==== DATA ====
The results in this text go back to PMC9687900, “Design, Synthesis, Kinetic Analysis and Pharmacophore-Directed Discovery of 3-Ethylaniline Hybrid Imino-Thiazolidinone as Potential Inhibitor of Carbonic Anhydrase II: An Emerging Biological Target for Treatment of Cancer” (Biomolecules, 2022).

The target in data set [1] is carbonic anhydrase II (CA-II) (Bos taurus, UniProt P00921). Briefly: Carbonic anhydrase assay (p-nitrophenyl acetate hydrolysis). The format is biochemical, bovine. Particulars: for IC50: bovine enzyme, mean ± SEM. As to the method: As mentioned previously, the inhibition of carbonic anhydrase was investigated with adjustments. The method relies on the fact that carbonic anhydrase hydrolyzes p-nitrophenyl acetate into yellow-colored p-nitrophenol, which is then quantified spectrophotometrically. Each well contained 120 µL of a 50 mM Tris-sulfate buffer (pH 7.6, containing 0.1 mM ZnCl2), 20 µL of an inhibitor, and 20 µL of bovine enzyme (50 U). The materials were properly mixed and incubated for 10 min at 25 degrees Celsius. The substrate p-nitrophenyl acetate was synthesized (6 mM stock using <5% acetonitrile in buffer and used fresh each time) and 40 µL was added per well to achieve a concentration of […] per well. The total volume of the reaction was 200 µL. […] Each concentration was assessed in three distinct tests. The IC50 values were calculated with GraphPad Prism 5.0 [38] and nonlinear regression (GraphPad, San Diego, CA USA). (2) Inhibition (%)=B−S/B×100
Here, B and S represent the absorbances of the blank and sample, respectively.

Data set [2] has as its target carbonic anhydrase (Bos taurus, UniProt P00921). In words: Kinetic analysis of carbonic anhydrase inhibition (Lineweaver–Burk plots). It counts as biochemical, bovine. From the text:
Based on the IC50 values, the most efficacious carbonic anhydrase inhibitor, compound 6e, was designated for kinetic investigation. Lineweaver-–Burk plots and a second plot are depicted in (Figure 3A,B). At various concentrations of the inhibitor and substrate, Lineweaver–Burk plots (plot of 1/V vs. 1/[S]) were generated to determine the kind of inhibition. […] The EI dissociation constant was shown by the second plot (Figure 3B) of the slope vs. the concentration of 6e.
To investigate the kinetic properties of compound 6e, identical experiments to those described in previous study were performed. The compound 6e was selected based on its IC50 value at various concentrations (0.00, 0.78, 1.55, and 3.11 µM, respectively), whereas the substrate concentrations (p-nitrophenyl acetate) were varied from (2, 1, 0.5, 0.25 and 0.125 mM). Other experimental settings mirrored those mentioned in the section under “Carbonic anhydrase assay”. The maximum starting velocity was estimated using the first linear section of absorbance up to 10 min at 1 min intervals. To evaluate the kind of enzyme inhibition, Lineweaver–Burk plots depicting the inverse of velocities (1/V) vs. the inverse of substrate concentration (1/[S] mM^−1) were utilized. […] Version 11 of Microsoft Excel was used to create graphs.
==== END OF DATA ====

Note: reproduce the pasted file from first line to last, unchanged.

The results in this text go back to PMC9687900, “Design, Synthesis, Kinetic Analysis and Pharmacophore-Directed Discovery of 3-Ethylaniline Hybrid Imino-Thiazolidinone as Potential Inhibitor of Carbonic Anhydrase II: An Emerging Biological Target for Treatment of Cancer” (Biomolecules, 2022).

The target in data set [1] is carbonic anhydrase II (CA-II) (Bos taurus, UniProt P00921). Briefly: Carbonic anhydrase assay (p-nitrophenyl acetate hydrolysis). The format is biochemical, bovine. Particulars: for IC50: bovine enzyme, mean ± SEM. As to the method: As mentioned previously, the inhibition of carbonic anhydrase was investigated with adjustments. The method relies on the fact that carbonic anhydrase hydrolyzes p-nitrophenyl acetate into yellow-colored p-nitrophenol, which is then quantified spectrophotometrically. Each well contained 120 µL of a 50 mM Tris-sulfate buffer (pH 7.6, containing 0.1 mM ZnCl2), 20 µL of an inhibitor, and 20 µL of bovine enzyme (50 U). The materials were properly mixed and incubated for 10 min at 25 degrees Celsius. The substrate p-nitrophenyl acetate was synthesized (6 mM stock using <5% acetonitrile in buffer and used fresh each time) and 40 µL was added per well to achieve a concentration of […] per well. The total volume of the reaction was 200 µL. […] Each concentration was assessed in three distinct tests. The IC50 values were calculated with GraphPad Prism 5.0 [38] and nonlinear regression (GraphPad, San Diego, CA USA). (2) Inhibition (%)=B−S/B×100
Here, B and S represent the absorbances of the blank and sample, respectively.

Data set [2] has as its target carbonic anhydrase (Bos taurus, UniProt P00921). In words: Kinetic analysis of carbonic anhydrase inhibition (Lineweaver–Burk plots). It counts as biochemical, bovine. From the text:
Based on the IC50 values, the most efficacious carbonic anhydrase inhibitor, compound 6e, was designated for kinetic investigation. Lineweaver-–Burk plots and a second plot are depicted in (Figure 3A,B). At various concentrations of the inhibitor and substrate, Lineweaver–Burk plots (plot of 1/V vs. 1/[S]) were generated to determine the kind of inhibition. […] The EI dissociation constant was shown by the second plot (Figure 3B) of the slope vs. the concentration of 6e.
To investigate the kinetic properties of compound 6e, identical experiments to those described in previous study were performed. The compound 6e was selected based on its IC50 value at various concentrations (0.00, 0.78, 1.55, and 3.11 µM, respectively), whereas the substrate concentrations (p-nitrophenyl acetate) were varied from (2, 1, 0.5, 0.25 and 0.125 mM). Other experimental settings mirrored those mentioned in the section under “Carbonic anhydrase assay”. The maximum starting velocity was estimated using the first linear section of absorbance up to 10 min at 1 min intervals. To evaluate the kind of enzyme inhibition, Lineweaver–Burk plots depicting the inverse of velocities (1/V) vs. the inverse of substrate concentration (1/[S] mM^−1) were utilized. […] Version 11 of Microsoft Excel was used to create graphs.